MILTON — Sisters Cheryl Penrod and Donna Stephens have mourned the disappearance of their sister, Linda Kay Carroll, for 32 years. She's been missing since Sept. 25, 1984.
At 5 p.m. Sunday, the Milton residents will hold a vigil for Carroll at 197 E. James Lee Blvd., where Highway 85 and Highway 90 meet in Crestview.
The vigil is open to any family with a missing loved one. It’s important to know others have experienced the same thing, Penrod said.
"People don't understand what you're going through if they don't know what it's like ... I didn't feel my sister's story was better than anybody else's," she said.
Stephens said she’s seen how other families would try to get media attention to help find loved ones, so she wanted to share the spotlight and help bring closure.
Dunkin' Donuts and Starbucks will serve donuts and coffee for the event; UPS donated fliers so Stephens and Penrod could spread word of the vigil. Megan Jernigan, Stephens' daughter, owns Alpha Mom Creations, a company that created shirts with Linda's picture and when she was last seen.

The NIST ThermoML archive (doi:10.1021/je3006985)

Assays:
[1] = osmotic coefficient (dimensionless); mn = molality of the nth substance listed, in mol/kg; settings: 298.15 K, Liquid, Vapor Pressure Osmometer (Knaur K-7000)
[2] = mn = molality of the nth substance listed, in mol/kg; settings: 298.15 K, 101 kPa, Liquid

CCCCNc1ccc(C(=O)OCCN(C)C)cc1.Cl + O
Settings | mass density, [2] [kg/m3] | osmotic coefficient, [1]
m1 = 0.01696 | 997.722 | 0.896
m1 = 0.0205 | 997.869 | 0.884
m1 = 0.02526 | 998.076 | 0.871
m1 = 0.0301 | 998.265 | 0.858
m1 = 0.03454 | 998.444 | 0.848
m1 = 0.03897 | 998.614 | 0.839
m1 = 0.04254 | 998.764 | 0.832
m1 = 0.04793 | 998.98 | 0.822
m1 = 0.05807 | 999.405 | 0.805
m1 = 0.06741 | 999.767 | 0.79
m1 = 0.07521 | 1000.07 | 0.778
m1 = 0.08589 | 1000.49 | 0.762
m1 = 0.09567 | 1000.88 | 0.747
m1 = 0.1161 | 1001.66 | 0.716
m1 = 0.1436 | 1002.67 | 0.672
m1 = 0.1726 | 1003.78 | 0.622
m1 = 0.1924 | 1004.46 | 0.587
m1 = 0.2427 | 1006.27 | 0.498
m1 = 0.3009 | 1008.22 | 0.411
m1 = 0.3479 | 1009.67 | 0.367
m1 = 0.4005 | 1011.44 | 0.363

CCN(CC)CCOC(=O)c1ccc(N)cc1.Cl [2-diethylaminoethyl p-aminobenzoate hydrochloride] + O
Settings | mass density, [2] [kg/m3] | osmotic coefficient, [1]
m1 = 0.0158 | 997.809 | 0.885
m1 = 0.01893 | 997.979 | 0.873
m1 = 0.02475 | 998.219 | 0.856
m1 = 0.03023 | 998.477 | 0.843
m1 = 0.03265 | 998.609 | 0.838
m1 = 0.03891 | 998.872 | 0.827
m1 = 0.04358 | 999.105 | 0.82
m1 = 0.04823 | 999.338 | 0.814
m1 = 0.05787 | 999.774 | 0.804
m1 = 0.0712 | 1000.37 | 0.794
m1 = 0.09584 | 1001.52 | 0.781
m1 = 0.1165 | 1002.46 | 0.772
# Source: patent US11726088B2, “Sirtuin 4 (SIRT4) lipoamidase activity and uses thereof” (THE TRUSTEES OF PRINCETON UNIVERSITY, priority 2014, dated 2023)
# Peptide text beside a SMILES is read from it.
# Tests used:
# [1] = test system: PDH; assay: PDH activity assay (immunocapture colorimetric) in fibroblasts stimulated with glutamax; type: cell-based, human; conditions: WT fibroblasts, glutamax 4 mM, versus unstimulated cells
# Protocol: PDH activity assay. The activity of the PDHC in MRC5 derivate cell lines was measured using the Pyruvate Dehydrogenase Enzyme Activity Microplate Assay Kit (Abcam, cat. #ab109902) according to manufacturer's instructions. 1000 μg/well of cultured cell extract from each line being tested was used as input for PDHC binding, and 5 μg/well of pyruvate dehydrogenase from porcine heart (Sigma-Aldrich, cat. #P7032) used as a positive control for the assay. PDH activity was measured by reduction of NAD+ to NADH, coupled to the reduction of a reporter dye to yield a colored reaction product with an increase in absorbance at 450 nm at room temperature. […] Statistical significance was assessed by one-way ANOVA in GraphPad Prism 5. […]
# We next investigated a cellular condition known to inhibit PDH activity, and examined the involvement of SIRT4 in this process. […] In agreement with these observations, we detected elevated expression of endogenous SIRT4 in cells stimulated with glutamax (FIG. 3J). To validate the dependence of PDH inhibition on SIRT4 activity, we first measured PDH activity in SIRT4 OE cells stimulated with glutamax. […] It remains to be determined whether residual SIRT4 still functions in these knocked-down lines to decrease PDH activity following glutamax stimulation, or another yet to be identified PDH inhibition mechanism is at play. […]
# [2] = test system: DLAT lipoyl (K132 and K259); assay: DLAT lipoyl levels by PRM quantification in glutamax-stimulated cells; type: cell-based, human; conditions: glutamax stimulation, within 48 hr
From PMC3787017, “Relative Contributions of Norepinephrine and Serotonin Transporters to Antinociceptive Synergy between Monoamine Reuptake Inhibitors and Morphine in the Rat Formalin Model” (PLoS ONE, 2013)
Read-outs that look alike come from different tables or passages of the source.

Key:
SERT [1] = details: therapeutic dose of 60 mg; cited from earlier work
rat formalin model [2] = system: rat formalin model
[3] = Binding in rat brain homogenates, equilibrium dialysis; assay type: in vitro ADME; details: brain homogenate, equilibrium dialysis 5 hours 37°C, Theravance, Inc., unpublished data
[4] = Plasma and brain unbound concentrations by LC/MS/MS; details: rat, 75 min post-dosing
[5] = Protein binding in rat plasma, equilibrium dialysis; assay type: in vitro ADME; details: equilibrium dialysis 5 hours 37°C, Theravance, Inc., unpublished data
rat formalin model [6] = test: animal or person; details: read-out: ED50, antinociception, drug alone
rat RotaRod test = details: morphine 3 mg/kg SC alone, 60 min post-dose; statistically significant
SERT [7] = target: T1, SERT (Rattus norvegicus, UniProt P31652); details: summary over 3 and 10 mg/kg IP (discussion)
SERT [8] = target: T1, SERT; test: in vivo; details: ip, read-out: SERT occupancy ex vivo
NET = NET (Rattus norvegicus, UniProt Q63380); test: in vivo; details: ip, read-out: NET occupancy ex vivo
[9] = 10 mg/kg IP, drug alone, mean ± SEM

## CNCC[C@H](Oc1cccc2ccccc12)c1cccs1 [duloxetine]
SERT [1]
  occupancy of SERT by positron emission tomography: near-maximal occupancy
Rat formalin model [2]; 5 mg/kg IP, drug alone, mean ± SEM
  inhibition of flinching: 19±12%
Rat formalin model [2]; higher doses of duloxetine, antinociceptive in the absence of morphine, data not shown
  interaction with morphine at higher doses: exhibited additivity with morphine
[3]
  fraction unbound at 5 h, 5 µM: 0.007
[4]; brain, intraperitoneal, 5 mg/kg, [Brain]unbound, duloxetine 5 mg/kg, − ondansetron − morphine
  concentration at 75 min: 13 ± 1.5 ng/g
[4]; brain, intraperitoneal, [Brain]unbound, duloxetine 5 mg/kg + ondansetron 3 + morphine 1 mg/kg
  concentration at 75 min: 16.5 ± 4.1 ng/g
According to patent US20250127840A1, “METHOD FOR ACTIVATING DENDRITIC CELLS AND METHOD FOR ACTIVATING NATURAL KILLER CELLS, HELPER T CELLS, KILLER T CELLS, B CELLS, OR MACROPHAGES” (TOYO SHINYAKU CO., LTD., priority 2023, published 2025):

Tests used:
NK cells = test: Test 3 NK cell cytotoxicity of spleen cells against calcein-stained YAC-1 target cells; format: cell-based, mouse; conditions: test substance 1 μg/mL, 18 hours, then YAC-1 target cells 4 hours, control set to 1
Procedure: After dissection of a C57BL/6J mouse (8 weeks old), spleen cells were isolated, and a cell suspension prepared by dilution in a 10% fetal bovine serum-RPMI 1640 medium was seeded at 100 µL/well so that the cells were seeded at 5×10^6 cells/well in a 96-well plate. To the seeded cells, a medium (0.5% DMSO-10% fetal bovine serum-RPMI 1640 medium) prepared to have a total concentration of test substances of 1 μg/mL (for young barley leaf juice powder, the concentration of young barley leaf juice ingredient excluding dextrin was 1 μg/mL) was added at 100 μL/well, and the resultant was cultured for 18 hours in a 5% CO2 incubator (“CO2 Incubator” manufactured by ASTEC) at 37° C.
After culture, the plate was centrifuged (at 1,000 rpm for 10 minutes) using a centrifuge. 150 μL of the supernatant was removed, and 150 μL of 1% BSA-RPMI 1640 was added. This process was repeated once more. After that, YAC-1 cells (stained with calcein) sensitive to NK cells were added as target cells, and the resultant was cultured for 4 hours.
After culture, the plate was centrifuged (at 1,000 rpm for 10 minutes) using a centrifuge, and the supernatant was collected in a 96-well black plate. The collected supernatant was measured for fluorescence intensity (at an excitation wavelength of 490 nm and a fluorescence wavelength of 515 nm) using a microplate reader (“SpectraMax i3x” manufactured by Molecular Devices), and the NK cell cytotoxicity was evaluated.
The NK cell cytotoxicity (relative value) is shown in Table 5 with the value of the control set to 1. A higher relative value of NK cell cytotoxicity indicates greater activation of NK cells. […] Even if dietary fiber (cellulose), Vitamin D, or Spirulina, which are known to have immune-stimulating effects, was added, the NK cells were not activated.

Stephens and her siblings (including David Dawson, who now lives in Tennesee, and Tim Dawson in Port St. Joe) were teenagers when their sister disappeared.
Penrod shared this history of Carroll's disappearance:
●In 1984, Linda, 24 at the time, and her husband, Dennis Carroll, were separated. He took the children, Melissa and Jason, to Tennessee. Linda lived at the house they started to purchase. "She never had a license or a job ... She had babies right out of high school,” Penrod said.
●Linda got a job at Showell Farms in DeFuniak Springs and had a regular ride to work. Weeks after she started working there, the man giving her a ride came to the house of Linda's mother, Irene Heller, to see if Linda was there because she wasn't at her home.
●An investigation began shortly thereafter and passed through police and then cold case investigators. Dennis was in the process of moving his mother from Mississippi to Tennessee, so Linda's remains or any evidence or witnesses could be anywhere between the three states, the sisters said.
●While Dennis was the prime suspect, Penrod said all evidence was circumstantial so police couldn't charge him. The only physical evidence was a clump of hair wedged into a door strike plate, but it wasn't enough.
Stephens said her mother, Irene Heller, regularly talked with police and media about the case. Heller for years would have to see the face of any recovered young woman with strawberry blond hair or double-check a voice that sounded like Linda’s.
“Our goal for Linda is to let people know the prime suspect, Dennis Carroll, is now dead, and if anyone had any information that they didn’t tell for fear of him, that it is safe to tell now,” Jernigan said.
Contact Donna Stephens, 698-9433, or Cheryl Penrod, 490-6983, for more information about the vigil.